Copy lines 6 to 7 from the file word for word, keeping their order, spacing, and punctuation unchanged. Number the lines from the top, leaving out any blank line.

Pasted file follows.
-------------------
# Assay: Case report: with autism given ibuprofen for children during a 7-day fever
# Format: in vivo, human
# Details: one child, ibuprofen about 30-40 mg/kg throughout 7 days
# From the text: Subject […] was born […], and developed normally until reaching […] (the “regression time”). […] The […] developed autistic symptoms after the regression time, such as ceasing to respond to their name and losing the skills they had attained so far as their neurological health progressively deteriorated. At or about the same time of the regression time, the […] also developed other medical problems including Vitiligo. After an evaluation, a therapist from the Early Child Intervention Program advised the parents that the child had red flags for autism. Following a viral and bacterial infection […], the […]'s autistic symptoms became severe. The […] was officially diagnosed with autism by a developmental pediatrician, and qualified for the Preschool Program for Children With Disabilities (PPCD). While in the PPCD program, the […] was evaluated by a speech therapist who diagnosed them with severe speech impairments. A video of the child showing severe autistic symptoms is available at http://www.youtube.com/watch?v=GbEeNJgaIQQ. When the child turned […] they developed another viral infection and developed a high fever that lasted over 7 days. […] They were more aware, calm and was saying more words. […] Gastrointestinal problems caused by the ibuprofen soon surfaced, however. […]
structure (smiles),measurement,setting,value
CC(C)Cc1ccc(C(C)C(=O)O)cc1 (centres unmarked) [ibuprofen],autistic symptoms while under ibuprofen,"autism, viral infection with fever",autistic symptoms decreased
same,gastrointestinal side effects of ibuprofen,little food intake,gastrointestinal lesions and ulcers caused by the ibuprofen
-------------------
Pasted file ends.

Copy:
CC(C)Cc1ccc(C(C)C(=O)O)cc1 (centres unmarked) [ibuprofen],autistic symptoms while under ibuprofen,"autism, viral infection with fever",autistic symptoms decreased
same,gastrointestinal side effects of ibuprofen,little food intake,gastrointestinal lesions and ulcers caused by the ibuprofen